Ten years of Capacity Development Programme in Montenegro
Amidst prevailing perception that the integration in the European Union is a “bureaucratic task and a governmental issue”, Montenegro is steadily moving towards membership. A lot of administrative issues, policies and normative laws still wait to be turned into practice.
- CDP engages around 20 international and 7 national experts per year. Sustainability of CDP approach is confirmed by the fact that approximately 80% of local consultants engaged to provide support to various ministries stayed in those institutions as official public servants
- CDP organizes approximately 4 study visits and 15 capacity development trainings on annual basis, with 450 – 500 participants in total
The EU accession story in this tiny country of 620,000 started with the new century. Weak capacities of public administration on the one side and EU’s requirements on the other side made UNDP’s model of capacity development interesting and cost-effective enough to make partners from the government want it to boost institutional changes.
At the time, in partnership with the Government of Montenegro and Open Society Institute, UNDP established the Capacity Development Programme. The goal was, and still is, to contribute to the successful achievement of country's reform and development of public administration. The objective is to find best ways to fulfill the accession requirements – without increasing the numbers of institutions and civil servants.
Members of CDP team Olivera Dimic and Dragan Djuric apply seemingly simple tools of the trade to accomplish their tasks: they bring on board national and international experts and they organize trainings and study tours. But, their tasks are not simple at all.
“By 2006 we supported all line ministries in developing and strengthening structures needed for the country's Stabilization and Association Agreement“ says Olivera, CDP manager. Montenegro completed the negotiation process and signed the SAA in 2007.
Between 2007-2010, the CDP helped the Government to bring the SAA on to implementation. The cooperation resulted in country's stronger ability to apply for the EU membership in 2010.The negotiations with the EU started in June 2012, thus CDP's current, third phase is all about strengthening country's structures for the negotiations process.
CDP established a reputation for responding with quality, quickly, and inexpensively, to particular demands from the central administration for short-term expertise needed to expedite innovative aspects of public policy, and ensure its efficient and user-friendly delivery.
“UNDP's CDP is a very useful mechanism for cooperation because it allows us to reach out for the best experts and to come to the knowledge that is essential in the EU integration process, and to achieve the kind of contacts you as a country never could without the participation of a third partner,” said Ambassador Aleksandar Andrija Pejovic, Chief Negotiator for Negotiations on Accession of Montenegro to the European Union.
CDP's strenuous work reflected also in the preparation of the National Programme for Integration to EU. Olivera’s and Dragan’s efforts contributed to improved inter-ministerial coordination, too, and the result of that coordination was systematic preparation of more than 4,600 Answers on the European Commission Questionnaire. In addition, they helped in increasingthe institutional capacities formeeting EU pre-accession funding demands and utilizing the European Instrument for Pre-Accession Assistance and other foreign and domestic resources.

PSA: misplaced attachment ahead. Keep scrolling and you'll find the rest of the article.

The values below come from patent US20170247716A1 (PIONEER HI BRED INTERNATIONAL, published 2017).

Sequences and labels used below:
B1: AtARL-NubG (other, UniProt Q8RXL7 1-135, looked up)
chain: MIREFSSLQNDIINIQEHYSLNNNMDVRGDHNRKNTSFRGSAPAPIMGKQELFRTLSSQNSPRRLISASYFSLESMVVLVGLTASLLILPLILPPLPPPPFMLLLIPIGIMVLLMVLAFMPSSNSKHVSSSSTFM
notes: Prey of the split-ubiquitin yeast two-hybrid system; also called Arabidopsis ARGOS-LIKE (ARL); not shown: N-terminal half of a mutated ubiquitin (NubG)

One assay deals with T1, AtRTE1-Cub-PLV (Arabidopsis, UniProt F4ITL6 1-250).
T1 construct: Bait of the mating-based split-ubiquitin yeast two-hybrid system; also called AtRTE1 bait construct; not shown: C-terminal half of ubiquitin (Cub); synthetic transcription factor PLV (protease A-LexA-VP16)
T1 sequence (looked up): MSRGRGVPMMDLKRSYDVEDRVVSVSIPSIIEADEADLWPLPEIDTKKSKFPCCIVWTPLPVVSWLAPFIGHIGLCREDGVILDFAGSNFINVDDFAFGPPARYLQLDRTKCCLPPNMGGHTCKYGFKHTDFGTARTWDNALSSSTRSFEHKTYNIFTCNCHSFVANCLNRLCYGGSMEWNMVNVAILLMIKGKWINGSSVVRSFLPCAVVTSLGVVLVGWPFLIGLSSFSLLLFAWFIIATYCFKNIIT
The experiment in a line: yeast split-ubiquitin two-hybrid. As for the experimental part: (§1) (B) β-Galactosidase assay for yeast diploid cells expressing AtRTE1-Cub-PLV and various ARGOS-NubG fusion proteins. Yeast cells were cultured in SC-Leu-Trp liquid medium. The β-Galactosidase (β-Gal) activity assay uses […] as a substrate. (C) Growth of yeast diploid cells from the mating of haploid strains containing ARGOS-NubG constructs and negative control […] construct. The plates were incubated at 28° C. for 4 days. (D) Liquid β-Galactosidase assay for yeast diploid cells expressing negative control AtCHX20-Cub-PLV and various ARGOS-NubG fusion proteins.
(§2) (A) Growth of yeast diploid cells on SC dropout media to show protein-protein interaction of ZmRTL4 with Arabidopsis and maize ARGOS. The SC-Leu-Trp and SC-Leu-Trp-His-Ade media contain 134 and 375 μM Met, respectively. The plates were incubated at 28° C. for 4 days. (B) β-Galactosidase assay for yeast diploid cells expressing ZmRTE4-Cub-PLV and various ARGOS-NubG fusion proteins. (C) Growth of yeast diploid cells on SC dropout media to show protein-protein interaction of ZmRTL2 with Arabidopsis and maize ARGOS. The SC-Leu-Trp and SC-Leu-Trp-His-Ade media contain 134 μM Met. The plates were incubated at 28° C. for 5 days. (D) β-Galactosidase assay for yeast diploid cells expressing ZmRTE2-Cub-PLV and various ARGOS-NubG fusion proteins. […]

“We also managed to make CDP an important ingredient in regular quarterly reporting on the European integration process in Montenegro which Government provides to the Parliament on a regular basis,” CDP Core Technical advisor Dragan explained.
According to an independent evaluation CDP’s value added to the government and to donors are three workable and working elements: good management, good people and trust. Main CDP characteristics, which grant it an advantage as compared to the customary donor activity models, are as follows:
Partnership: Government representatives sit in CDP's supervisory board and the executive committee, while the programme management unit is located at government's premises;
Strategic approach and focus:CDP focuses on country's ultimate strategic priority–the EU integration;
Timeliness and flexibility:CDP exercises support exactly at a time when state institutions need it, and it plays a conciliatory rolein variable situations and circumstances;
Complementary effect and networking: CDP coordinates activities that integrate the overall potentials of Montenegro and complements those ofother projects and donors, especially the EU.
The project receives support from various donors, including EU, USA and governments of Norway and the Netherlands. It is a part of UNDP Montenegro's Democratic Governance Cluster. The Government of Montenegro contributed the office for the CDP Team.
Written by: Olivera Dimic, CDP Programme Manager and Dragan Djuric, CDP Chief Technical Adviser